“Assad will run again… America will go along.” That's what renowned Lebanese political analyst and journalist Sami Kleib writes today for Beirut’s daily al-Akhbar, which speaks for Iran, Syria and Lebanese Hezbollah.
The article penned by Kleib, who formerly worked for Aljazeera but is now news director of the pro-Iran Al-Mayadeen TV, features simultaneously this morning on Syria’s online daily Champress as well as on the news portal of Hezbollah’s Al-Manar TV.
Better still, Kleib is married to former Aljazeera anchorwoman Luna Shibl, who now serves as media advisor to President Bashar al-Assad.
To Kleib’s mind:
It is almost inevitable that Assad will again run for president come mid-2014. He won’t be standing down, or renewing or extending his term. He links his candidacy to the yearning of the people. He is also convinced renewal of his presidential mandate will happen.
American circles handling Syrian affairs are convinced Assad will run and win. It is consequently imperative to look for a credible way out to justify any likely American u-turn in Geneva or elsewhere, but not instantly.
The Americans tried long and hard to convince Russia and Iran to press Assad to leave office at the end of his current mandate next June. They offered keeping the régime and state institutions unchanged and suggested replacing Assad by an Alawite figure. Moscow and Tehran would have nothing of that.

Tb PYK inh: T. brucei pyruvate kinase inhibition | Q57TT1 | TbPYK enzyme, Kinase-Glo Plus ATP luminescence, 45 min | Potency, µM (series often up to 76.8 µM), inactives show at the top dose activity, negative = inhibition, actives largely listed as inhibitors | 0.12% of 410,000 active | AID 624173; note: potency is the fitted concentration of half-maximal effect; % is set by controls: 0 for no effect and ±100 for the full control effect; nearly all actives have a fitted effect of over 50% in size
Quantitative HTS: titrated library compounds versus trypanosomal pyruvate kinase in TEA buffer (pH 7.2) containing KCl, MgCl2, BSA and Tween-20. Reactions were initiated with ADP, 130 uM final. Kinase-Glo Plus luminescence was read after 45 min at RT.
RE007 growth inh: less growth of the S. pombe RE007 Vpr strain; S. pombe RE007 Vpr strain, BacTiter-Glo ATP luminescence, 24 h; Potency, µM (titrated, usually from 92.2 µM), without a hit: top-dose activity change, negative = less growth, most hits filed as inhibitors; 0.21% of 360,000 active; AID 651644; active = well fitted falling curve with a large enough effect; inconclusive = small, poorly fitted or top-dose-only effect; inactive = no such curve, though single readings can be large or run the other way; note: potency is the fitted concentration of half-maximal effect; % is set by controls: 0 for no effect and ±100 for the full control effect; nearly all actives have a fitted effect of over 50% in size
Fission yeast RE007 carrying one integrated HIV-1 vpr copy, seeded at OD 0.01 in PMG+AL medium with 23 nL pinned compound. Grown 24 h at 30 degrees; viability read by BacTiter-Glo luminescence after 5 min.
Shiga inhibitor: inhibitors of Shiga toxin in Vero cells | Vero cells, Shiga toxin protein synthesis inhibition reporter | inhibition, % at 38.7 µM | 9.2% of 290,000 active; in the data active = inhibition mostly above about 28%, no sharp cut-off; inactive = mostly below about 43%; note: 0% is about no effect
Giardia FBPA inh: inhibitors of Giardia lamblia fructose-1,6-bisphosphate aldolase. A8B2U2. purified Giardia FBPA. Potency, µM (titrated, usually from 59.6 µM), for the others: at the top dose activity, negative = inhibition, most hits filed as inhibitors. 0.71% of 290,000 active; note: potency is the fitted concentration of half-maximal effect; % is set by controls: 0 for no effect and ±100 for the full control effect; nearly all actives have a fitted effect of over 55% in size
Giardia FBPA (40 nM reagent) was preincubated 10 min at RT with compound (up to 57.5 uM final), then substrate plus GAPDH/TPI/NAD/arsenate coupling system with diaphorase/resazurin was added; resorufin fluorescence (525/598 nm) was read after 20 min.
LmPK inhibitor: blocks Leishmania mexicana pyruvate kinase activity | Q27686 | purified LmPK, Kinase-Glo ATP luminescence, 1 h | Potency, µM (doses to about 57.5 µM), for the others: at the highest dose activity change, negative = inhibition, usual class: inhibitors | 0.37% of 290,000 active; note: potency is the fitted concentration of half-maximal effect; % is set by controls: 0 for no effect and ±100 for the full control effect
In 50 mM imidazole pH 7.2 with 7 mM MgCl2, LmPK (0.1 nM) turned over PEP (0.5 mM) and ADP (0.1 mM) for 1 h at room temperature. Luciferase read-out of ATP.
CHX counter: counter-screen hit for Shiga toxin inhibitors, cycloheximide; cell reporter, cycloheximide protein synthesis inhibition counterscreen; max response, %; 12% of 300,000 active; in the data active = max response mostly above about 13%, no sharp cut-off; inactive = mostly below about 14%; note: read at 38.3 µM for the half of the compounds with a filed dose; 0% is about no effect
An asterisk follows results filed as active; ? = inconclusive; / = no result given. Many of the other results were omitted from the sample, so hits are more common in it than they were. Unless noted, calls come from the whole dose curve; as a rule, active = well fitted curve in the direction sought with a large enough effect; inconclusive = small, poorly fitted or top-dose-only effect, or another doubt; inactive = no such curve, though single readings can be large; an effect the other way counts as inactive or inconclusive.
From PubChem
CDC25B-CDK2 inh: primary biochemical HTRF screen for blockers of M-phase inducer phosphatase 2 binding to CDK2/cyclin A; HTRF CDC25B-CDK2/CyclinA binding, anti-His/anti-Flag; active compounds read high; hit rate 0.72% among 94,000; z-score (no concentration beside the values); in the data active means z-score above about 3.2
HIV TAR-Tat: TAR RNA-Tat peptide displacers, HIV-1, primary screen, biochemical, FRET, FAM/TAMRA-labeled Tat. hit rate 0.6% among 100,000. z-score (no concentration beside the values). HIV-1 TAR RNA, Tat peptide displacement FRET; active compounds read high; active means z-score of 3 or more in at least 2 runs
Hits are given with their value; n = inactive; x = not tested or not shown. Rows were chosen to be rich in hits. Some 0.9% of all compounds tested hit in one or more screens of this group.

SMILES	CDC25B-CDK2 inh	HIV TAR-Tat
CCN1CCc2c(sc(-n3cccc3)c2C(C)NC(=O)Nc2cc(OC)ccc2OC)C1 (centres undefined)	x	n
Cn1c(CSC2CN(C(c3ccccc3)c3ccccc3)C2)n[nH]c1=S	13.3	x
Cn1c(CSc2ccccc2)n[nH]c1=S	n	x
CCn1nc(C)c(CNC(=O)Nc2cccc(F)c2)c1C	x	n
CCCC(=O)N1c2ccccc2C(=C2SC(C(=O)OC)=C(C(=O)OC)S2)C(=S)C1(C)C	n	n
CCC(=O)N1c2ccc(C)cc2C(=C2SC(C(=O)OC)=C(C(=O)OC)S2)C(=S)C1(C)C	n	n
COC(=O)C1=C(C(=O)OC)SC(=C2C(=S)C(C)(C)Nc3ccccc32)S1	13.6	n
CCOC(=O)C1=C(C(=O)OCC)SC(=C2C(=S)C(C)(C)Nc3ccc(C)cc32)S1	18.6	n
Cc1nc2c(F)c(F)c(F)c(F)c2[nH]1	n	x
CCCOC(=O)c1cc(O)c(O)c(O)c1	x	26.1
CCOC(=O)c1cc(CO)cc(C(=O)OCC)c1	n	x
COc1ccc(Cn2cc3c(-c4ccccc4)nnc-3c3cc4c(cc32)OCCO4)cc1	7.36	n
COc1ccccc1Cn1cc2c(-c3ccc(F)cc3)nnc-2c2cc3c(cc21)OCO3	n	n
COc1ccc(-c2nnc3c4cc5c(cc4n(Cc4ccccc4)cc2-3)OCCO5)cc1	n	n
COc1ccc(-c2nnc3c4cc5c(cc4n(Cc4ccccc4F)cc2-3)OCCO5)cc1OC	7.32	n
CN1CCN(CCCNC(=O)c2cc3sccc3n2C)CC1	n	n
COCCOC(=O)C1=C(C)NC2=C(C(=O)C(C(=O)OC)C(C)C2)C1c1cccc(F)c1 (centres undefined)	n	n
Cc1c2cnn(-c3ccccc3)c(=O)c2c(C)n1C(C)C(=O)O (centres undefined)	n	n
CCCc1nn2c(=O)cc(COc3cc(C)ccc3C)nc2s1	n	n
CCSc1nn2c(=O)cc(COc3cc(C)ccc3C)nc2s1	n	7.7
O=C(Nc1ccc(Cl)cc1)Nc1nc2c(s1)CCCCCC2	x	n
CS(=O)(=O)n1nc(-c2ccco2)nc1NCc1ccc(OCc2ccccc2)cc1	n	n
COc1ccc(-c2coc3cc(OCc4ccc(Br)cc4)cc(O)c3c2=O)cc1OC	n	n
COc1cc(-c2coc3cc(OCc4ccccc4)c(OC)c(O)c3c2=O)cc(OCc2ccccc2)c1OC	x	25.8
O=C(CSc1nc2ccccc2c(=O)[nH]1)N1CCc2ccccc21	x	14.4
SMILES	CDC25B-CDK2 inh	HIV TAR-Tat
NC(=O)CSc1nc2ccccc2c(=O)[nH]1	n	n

The same happened when Secretary of State John Kerry told international troubleshooter for Syria Lakhdar Brahimi in the presence of Kerry aide Wendy Sherman, “Try pressuring the Russians and Iranians to advise Assad against running.”
Brahimi replied the first time he broached the subject he found Assad “flexible.” The second time Assad refused to discuss the matter saying the Syrian people decide on this. On his third visit to Damascus, Foreign Minister Walid Muallem advised Brahimi not to raise the matter as a precondition for the meeting. Brahimi did as told.
The Americans’ problem is how to save face after repeating for two years that Assad must step down.
All the above was before the world powers reached an agreement with Iran on her nuclear ambitions, prior to the outrage against the Iranian embassy in Beirut and ahead of the agreement between Baghdad and Washington to shore up Iraqi Premier Nouri al-Maliki in his war against Jihadists and DAESH.
Since all issues revolve around the war on terrorism, the matter is bound to top the Geneva-2 agenda.
Provision 2 of Article 87 in the amended Syrian constitution states: “If the term of the President of the Republic finished and no new president was elected, the Existing President of the Republic continues to assume his duties until the new president is elected.”
This is to say the “Game of Nations” over Assad’s future will remain in full play well past June 2014.